By Lenet Hadley Read and David Hadley Read
A too negative tone has diminished effectiveness of the differing views regarding where Book of Mormon events took place. Highly positive results occur when evidence is accepted from all camps – creating a very impressive total accumulation of evidence supporting the Book of Mormon.
There are more than the Northeastern American and Mesoamerican models. But these two camps are the most predominant, so this article focuses on them.
All camps can and should agree on the following two points: (1) Book of Mormon people existed in more than one general location in the Americas, and (2) there is evidence Jesus Christ visited peoples in several locations in the Americas. All camps should then unite in promoting this fuller, more powerful story. This would encourage interested Latter-Day Saints and others to seek and rejoice in all evidence supporting the Book of Mormon.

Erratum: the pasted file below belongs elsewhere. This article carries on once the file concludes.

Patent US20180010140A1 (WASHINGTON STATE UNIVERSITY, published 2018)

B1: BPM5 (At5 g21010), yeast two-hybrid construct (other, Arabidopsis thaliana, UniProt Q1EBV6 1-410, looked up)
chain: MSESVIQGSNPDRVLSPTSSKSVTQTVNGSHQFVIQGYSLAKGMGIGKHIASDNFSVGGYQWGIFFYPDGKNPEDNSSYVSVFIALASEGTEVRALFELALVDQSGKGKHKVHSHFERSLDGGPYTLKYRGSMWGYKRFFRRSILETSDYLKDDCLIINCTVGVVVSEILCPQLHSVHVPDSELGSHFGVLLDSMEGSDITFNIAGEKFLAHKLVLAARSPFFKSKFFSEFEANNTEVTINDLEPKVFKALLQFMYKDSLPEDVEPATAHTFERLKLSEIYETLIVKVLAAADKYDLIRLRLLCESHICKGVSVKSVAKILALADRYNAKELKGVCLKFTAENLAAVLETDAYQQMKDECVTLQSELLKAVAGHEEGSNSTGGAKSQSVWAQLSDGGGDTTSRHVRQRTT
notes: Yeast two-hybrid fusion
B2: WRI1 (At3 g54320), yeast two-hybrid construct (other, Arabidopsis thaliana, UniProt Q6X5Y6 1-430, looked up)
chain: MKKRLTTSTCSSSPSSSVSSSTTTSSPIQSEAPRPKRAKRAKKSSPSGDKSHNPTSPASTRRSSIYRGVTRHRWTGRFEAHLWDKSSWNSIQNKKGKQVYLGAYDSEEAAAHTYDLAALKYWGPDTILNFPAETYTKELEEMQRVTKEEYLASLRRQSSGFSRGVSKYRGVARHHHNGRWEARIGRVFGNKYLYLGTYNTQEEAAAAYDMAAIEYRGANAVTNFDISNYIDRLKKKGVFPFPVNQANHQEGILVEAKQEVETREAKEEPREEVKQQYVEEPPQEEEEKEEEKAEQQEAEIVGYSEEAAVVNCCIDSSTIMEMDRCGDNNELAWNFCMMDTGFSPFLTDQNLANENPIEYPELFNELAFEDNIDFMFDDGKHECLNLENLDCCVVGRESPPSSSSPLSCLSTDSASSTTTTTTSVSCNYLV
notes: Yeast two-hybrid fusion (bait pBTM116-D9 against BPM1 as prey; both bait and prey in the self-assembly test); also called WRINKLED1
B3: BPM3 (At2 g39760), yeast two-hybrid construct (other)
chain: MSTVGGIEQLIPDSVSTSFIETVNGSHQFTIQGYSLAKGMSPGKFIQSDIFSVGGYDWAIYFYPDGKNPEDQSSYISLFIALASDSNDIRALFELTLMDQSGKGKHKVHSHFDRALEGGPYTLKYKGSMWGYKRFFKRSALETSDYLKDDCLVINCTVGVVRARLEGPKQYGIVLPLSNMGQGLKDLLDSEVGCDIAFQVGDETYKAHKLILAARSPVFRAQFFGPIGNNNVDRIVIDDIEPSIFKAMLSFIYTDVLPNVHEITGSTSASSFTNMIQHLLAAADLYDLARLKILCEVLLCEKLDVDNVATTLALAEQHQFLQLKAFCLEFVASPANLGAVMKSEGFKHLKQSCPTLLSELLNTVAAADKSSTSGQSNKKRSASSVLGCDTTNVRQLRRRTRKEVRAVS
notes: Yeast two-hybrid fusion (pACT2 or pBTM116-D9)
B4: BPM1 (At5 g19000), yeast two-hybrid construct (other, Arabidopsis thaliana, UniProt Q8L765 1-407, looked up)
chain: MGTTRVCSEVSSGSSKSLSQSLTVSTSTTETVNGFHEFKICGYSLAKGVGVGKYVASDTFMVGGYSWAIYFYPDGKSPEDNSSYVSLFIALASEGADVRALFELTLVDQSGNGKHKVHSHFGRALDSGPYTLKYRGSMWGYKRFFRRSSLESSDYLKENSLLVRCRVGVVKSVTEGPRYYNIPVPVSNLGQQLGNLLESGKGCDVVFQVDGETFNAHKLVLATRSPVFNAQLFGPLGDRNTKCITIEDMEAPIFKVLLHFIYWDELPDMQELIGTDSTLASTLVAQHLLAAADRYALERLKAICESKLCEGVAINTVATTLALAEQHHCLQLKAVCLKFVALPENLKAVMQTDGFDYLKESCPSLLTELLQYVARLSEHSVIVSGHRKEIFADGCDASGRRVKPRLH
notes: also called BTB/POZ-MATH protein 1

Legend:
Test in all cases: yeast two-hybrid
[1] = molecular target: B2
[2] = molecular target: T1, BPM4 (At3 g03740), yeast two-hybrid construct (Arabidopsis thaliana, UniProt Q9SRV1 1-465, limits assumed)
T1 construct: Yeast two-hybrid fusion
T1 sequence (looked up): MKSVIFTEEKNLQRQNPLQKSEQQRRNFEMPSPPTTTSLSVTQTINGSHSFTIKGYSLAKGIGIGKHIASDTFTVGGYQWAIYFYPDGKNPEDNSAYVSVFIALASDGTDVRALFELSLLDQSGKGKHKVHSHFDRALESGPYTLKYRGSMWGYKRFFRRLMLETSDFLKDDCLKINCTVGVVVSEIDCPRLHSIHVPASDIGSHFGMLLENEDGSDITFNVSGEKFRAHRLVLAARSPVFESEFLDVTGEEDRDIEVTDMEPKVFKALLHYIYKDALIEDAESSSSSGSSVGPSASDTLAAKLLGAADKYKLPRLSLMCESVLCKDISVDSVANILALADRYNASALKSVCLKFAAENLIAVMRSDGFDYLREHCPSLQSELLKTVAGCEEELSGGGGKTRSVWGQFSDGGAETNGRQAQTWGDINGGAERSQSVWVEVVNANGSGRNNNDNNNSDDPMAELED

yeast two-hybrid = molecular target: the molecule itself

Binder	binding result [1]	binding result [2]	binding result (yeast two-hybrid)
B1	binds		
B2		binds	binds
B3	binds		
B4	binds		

The Book of Mormon itself allows such flexibility.
1. The Book of Mormon says there was more than one migration, including that of thousands, from the major group to other locations (Alma 63:4-9; Helaman 3:3-13). No more is heard of them. Furthermore, the Book says “a hundredth part of the proceedings of this people… [including] their shipping and their building of ships”… cannot be contained in this work” (Helaman 3:14). [Emphasis added]. Obviously there were many migrations, by sea, and as suggested by Hugh Nibley, perhaps also by land. The Book of Mormon makes clear we have neither a record nor the final destination of those migrations.